Quality control. As a Kindle Worlds author, you will be held to Amazon’s quality control regulations. This means making sure there are no typos, and ensuring correct alignment, formatting, and linking across Amazon’s many products and services, i.e. Kindle devices, Amazon.com, iOS, Android, and reading apps. It’s easy to submit your stories online, and you have access to Amazon’s free programs and services to design covers or enhance your work’s quality. Keep in mind that each of your submissions will be additionally subject to that particular World’s guidelines. See Section 7(a).

Disadvantages:
Amazon usurps all your creative rights. By submitting a story to Kindle Worlds, you grant Amazon Publishing an exclusive license to your work for the term of the copyright. This includes global publication rights on any new elements you’ve created. Amazon can then use your ideas to make more money, i.e. licensing your work to others for a fee, and does not need to compensate or even notify you of this Further, Amazon has reserved the right to create movies, TV shows, games, merchandise, and other works based on your Kindle Worlds submissions. If such a future deal is struck, you’ll simply continue to get royalties from sales of your fan fiction but not these other deals. See Sections 4(a) & (b). Keep in mind that because this right is exclusive, you will not be able to create anything associated with your work other than more written fan fiction; this includes any related merchandise, outside fan art, and even YouTube spin-offs!

No crossovers allowed. Although you may have written an epic Veronica Mars/Gossip Girl crossover, you won’t be able to publish it on Kindle Worlds for now. Amazon is currently trying to get content owners on board with the idea of mixing and matching across Worlds, however, so stay tuned.

Amazon can use your name and “likeness.” Depending on who you are, this may be either a benefit or a disadvantage. In any case, it is worth noting that by using Kindle Worlds, Amazon may now use your name, information, and “likeness” worldwide for any purpose in connection with your work and participation in their platform. For example, say Amazon wants to promote its fan fic platform and your work is particularly popular and representative of its success. Under this provision, it can now blast out your name and photo in its newsletter or post a video interview of you on its website.

You waive some other pretty important rights. In order for Kindle Worlds to function the way Amazon ideally envisions it, participants must waive any legal claims that pertain to their rights being infringed from any use of their work. See Kindle Worlds Publishing Agreement Section 6. Translation: don’t complain how Amazon, copyright owners, or other fan fic authors use and contribute to your work because you have essentially contracted away the right to fight back against any reuse of your work that you don’t like. 

Key Points to Consider Before Entering this Alternate World

As an author of Kindle Worlds, you are promising that you are the sole owner of all rights to your work and that none of it violates any law or regulation. See Section 12(a)(1)-(3). By extension, if a third party brought a claim against you, saying that you did not have all the rights required to make your work (because so much of it has been “borrowed” from people other than the original content creator ), this will all be on you. Moreover, Amazon may hold all royalties due to you until such issues are resolved, and if necessary, require you to return any applicable payments. See Section 5(f)(2).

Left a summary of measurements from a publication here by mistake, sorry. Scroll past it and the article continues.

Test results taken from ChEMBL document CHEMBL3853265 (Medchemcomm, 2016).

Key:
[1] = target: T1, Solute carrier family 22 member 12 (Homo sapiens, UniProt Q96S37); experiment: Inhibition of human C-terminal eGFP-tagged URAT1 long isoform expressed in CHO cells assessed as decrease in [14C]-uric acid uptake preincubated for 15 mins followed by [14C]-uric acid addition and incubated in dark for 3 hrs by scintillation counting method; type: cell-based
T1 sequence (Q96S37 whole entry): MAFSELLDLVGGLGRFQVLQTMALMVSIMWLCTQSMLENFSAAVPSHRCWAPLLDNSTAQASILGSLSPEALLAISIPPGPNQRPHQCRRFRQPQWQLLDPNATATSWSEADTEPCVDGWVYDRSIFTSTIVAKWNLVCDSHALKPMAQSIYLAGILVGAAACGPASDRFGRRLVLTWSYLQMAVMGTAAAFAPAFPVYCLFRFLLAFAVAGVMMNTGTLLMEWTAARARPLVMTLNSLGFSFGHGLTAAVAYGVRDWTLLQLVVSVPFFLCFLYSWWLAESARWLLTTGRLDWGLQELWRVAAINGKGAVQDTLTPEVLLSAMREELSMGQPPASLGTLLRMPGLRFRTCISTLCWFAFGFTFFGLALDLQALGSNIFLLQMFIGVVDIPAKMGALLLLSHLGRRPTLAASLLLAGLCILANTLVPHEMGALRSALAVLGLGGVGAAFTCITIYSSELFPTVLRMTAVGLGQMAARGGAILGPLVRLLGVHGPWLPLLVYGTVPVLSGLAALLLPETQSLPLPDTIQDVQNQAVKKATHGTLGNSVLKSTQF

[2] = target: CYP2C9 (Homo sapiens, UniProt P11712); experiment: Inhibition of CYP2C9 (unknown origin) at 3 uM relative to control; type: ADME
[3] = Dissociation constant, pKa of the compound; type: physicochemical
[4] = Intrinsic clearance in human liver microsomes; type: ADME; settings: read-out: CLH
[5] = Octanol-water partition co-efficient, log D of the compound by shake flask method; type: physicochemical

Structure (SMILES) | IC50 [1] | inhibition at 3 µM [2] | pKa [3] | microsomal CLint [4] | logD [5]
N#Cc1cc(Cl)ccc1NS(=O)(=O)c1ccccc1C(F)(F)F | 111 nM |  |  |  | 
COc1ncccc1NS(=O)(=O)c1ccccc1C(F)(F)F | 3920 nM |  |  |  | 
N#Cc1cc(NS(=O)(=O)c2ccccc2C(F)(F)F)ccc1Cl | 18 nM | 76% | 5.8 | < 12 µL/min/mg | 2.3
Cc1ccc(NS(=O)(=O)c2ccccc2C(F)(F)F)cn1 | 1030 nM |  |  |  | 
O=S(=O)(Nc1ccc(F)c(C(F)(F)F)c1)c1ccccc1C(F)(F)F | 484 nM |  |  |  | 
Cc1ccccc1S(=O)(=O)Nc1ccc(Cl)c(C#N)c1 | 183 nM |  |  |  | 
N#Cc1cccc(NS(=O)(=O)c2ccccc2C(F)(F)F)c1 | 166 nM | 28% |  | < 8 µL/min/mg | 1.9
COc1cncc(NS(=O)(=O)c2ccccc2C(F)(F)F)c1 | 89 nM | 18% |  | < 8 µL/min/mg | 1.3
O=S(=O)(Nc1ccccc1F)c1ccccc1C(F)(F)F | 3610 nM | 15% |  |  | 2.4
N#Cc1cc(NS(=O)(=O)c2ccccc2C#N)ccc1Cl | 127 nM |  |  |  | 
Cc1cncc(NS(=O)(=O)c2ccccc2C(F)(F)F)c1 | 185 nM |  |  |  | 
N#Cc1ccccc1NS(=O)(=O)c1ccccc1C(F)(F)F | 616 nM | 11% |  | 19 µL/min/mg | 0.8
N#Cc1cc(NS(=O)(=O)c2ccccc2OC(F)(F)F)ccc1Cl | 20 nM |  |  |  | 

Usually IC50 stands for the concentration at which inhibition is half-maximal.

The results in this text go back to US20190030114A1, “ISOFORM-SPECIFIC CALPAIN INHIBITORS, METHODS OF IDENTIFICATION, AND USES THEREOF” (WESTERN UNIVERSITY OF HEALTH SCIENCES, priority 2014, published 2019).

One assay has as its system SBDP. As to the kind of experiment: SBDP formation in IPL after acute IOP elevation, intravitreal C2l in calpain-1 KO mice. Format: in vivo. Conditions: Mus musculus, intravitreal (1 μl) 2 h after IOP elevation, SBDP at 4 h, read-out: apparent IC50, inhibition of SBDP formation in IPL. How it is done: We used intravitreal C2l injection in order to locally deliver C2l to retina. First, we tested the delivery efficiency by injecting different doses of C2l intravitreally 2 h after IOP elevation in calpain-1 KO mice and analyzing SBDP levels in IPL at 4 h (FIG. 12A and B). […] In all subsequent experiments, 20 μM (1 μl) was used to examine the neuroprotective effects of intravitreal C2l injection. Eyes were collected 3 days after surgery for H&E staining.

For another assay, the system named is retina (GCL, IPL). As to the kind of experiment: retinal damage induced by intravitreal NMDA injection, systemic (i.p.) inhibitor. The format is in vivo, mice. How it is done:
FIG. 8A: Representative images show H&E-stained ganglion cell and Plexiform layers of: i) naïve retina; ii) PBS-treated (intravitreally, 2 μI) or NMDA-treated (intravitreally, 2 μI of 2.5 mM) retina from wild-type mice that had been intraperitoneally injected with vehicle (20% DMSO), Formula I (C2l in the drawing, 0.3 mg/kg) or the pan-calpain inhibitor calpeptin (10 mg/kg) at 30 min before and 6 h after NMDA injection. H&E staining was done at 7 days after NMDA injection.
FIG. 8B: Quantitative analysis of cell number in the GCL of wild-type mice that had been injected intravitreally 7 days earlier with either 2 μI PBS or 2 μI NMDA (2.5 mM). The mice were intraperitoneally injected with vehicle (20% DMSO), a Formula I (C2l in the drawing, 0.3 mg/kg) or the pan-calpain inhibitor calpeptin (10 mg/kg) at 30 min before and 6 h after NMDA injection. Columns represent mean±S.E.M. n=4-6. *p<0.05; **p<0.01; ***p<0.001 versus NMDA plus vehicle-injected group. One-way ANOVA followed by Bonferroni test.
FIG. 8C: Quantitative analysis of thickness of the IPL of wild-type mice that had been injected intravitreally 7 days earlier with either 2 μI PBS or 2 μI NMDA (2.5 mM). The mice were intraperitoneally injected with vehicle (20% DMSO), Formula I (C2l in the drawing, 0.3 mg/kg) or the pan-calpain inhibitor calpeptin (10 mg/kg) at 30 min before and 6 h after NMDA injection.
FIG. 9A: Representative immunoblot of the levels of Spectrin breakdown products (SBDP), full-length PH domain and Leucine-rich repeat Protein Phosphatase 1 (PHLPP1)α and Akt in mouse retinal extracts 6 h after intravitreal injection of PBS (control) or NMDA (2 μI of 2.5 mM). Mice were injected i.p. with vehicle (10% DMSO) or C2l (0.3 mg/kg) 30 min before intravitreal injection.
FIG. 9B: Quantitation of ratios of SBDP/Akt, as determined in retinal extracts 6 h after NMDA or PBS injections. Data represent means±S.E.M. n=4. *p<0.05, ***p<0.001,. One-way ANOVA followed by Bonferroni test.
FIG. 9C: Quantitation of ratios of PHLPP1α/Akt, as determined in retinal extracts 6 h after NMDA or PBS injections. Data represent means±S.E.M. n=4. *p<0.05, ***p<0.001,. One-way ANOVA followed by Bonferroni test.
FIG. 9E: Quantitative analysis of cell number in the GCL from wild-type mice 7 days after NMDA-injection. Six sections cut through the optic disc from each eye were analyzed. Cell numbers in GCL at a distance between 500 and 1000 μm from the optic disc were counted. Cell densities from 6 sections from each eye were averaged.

If Kindle World’s limitations and regulations don’t stifle creativity by their mere breadth, they can be seen as a careful, first step toward clarifying the role of commercial fan fic in society. But like many first steps, Kindle World’s isn’t without its stumbling points, points which can hopefully serve as lessons for future creators and entrepreneurs in this space.

----

Irene is a second year law student and is based in San Diego, California. She received her BA in Media Studies at Scripps College and her MBA at KAIST Business School in Seoul, South Korea, with an emphasis in IT & Media Management.

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New Media Rights #Oneof1000 Celebration

Are you #Oneof1000?

New Media Rights was founded on the idea that legal services provided for the good of the public should take into account not only the financial need of a client, but the social good generated by the client’s activities.  As part of that mission New Media Rights provides direct legal services that help hundreds of people every year. Earlier this summer we passed the 1000 mark, that is to say we’ve provided direct legal services in over a thousand matters since 2010! And we think a little celebration is in order!

In order to celebrate we’ve got two big things planned. 1) A campaign we’re launching to get the word out about just how many people we’ve helped and grow our supporter base, and 2) a celebration we’re inviting you to August 21st at our new headquarters. 

You can go here to make a donation to support our work for our next 1000 clients.

You can get tickets to the August 21 event here.

We're celebrating both our past accomplishments as well as some of our amazing accomplishments this year including:

#Oneof1000 and Supporter campaign

Are you one of the over one thousand people we’ve directly helped? Maybe you benefited from one of our educational guides online, a workshop we gave, or one of our policy accomplishments? Maybe you cut your teeth as a law student here at NMR?  If you were helped by NMR in any way, or just want to show your support for our work we’d love you to share this milestone on Facebook, Twitter, YouTube, your blog, Instagram, Vine etc using the hashtag #Oneof1000.  Not sure what to share? Here’s a sample tweet to get you started.

I am #Oneof1000 creators, startups and internet users helped by @newmediarights free & nominal cost legal services!http://goo.gl/sVV0cz

And if you want to support NMR even more, please consider becoming an NMR supporter today! It’s donations like yours that allow us to reach amazing milestones like this.

#Oneof1000 Celebration August 21 at CyberHive in San Diego!